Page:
Copyright © 2006, 2007 Thomas M. Eastep
Permission is granted to copy, distribute and/or modify this document under the terms of the GNU Free Documentation License, Version 1.2 or any later version published by the Free Software Foundation; with no Invariant Sections, with no Front-Cover, and with no Back-Cover Texts. A copy of the license is included in the section entitled “GNU Free Documentation License”.
Table of Contents
The performance of the shorewall start and shorewall restart commands when using Shorewall-shell is a frequent topic of questions. This article attempts to explain the scalability issues involved and to offer some tips for reducing the time required to compile a Shorewall configuration and to execute the compiled script.
Ultimately, the solution to these performance problems is to migrate to the use of Shorewall-perl if at all possible.
In this article, we will use the term host group to refer to a set of IP addresses accessed through a particular interface. In a Shorewall configuration, there is one host group for:
Each entry in
that contains the name of a zone in the first column.
Each entry in
As you can see, each host group is associated with a single zone.
For each host group, it is possible to attempt connections to every other host group; and if the host group has the routeback option, then it is possible for connections to be attempted from the host group to itself. So if there are H host groups defined in a Shorewall configuration, then the number of unique pairs of (source host group, destination host group) is H*H or H2. In other words, the number of combinations is the square of the number of host groups and increasing the number of groups from H to H+1 adds H + H + 1 = 2H + 1 additional combinations.
A similar scaling issue applies to Shorewall zones. If there are Z zones, then connections may be attempted from a given zone Zn to all of the other zones (including to Zn itself). Hence, the number of combinations is the square of the number of zones or Z2.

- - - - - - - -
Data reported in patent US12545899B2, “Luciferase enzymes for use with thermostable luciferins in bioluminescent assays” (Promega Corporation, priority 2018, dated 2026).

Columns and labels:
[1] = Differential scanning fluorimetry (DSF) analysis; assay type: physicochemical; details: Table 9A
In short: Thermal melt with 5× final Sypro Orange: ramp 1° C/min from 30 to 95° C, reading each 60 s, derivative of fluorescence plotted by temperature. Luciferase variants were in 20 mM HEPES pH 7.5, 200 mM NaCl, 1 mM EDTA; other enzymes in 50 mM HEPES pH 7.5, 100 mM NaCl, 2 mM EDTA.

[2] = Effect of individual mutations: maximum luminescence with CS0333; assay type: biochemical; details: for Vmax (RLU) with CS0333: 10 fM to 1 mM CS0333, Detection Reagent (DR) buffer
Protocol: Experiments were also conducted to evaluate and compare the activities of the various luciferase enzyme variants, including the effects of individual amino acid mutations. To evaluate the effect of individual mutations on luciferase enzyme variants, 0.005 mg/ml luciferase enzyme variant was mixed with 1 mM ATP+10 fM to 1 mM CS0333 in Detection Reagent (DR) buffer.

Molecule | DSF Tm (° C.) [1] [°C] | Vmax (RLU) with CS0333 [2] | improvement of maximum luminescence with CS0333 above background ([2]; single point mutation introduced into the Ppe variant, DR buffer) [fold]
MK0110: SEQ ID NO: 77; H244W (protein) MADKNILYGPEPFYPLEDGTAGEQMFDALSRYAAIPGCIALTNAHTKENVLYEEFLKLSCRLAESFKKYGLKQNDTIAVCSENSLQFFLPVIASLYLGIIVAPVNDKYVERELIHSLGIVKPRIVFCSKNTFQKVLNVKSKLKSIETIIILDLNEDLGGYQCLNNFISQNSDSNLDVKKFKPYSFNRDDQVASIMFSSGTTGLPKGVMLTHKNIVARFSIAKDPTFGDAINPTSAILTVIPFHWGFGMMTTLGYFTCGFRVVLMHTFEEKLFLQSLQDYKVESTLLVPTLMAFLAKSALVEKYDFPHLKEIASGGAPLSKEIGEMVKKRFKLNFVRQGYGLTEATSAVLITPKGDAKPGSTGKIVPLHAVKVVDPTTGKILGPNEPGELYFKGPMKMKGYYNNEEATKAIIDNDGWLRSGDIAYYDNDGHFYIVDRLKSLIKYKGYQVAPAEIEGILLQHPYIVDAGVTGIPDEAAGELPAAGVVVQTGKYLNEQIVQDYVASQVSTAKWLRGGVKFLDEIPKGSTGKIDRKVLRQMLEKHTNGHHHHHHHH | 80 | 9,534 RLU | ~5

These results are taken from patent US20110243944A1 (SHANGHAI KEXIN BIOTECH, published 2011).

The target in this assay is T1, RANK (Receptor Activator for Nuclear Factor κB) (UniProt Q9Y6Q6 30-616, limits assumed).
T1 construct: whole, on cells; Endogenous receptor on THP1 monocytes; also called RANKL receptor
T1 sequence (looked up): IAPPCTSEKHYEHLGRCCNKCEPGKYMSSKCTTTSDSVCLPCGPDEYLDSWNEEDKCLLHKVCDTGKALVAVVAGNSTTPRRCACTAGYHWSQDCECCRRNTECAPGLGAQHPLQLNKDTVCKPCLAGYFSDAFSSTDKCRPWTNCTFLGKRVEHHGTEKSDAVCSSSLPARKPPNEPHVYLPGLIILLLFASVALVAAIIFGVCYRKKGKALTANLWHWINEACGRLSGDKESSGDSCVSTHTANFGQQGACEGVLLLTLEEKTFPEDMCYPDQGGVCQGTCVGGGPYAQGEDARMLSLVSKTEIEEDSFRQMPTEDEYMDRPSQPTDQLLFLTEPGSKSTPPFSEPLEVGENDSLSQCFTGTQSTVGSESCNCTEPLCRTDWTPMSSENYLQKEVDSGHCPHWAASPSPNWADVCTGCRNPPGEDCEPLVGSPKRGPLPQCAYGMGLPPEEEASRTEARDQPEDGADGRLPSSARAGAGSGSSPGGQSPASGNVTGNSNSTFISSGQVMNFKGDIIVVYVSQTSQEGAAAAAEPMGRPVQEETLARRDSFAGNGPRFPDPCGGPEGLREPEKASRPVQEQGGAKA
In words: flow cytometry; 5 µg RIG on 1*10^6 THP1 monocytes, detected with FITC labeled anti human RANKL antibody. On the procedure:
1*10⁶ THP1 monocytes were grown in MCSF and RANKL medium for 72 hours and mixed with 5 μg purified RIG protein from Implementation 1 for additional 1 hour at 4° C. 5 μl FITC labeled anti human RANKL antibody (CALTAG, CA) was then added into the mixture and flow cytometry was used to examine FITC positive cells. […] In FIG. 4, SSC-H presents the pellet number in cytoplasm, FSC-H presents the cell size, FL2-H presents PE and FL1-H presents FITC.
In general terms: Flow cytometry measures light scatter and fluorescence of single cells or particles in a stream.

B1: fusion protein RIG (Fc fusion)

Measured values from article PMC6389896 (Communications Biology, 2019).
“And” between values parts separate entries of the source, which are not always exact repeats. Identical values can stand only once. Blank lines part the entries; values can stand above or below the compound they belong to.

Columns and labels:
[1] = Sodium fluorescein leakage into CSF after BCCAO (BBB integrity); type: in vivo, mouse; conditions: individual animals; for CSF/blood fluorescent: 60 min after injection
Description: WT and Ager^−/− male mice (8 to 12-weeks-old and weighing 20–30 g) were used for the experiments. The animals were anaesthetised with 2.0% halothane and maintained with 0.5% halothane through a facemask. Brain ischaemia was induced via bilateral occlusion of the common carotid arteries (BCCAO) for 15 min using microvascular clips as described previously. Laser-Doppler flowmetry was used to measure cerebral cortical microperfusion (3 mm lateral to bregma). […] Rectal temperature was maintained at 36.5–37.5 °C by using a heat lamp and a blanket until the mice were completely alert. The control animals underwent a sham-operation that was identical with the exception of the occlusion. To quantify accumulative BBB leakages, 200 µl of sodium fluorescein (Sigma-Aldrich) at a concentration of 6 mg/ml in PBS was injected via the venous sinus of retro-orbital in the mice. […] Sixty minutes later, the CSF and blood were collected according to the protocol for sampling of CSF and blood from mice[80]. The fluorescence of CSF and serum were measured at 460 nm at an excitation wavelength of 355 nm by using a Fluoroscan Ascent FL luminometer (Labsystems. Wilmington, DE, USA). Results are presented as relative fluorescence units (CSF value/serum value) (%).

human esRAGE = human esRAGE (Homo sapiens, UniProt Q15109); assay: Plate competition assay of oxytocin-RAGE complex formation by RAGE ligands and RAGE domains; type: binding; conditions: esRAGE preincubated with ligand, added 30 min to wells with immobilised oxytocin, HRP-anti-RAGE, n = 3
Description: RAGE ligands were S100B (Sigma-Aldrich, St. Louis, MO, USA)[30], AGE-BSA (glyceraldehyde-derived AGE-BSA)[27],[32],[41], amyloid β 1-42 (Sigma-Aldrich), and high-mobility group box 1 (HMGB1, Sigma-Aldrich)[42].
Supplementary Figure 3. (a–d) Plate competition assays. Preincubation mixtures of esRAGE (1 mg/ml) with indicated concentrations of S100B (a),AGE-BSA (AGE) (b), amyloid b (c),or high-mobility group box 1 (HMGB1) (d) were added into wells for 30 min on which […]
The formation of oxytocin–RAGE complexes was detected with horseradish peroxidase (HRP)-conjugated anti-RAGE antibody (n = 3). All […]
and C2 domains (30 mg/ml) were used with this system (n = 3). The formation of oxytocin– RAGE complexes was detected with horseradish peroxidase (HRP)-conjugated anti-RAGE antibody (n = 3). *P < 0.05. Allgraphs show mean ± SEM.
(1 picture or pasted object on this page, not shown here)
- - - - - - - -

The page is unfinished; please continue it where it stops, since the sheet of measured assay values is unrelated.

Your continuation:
Shorewall-shell is written entirely in Bourne Shell. While this allows Shorewall to run on a wide range of distributions (included embedded ones), the shell programming environment is not ideal for writing the compiler portion of Shorewall. As a consequence, the code must repeatedly perform sequential searches of lists. If a list has N elements and a sequential search is made for each of those elements, then the number of comparisons is 1 + 2 + 3 + .... + N = N * (N + 1 ) / 2. So again, we see order N2 scaling.
Achieving good performance boils down to three things:
Use a light-weight shell and fast hardware. Especially in the compiler, a light-weight shell such as ash or dash can provide considerable improvement over bash.
With all of the order N2 scaling that is implicit in the problem being solved, it is vital to keep N small.
If you have a large number of interfaces, use wild-cards
/etc/shorewall/hosts to reduce the number of
Combine host groups with similar firewall requirements into a single zone.
Use NONE policies wherever appropriate. This helps especially in the rules activation phase of both script compilation and execution.
So while it is tempting to create lots of zones through entries in
/etc/shorewall/hosts, such configurations
always perform badly. In these cases, it is much
better to have more rules than more zones because the performance scales
linearly with the number of rules whereas it scales geometrically with the
number of zones.
Another tip worth noting has to do with the use of shell variables.
Suppose that the following appears in
and suppose that $HOSTS appears in the SOURCE column of M ACCEPT rules. That would generate a total of N * M iptables ACCEPT rules.
The number of rules can be reduced significantly by using an action. Consider the following:
/etc/shorewall/action.AcceptHosts:#TARGET SOURCE DEST PROTO DEST SOURCE ORIGINAL RATE # PORT PORT(S) DEST LIMIT ACCEPT $HOSTS
If the M ACCEPT rules are now replaced with M AcceptHosts rules, the total number of rules will be N + M.
Example (Accept net->fw SSH from $HOSTS):
#ACTION SOURCE DEST PROTO DEST SOURCE ORIGINAL RATE USER/ # PORT PORT(S) DEST LIMIT GROUP AcceptHosts net $FW tcp 22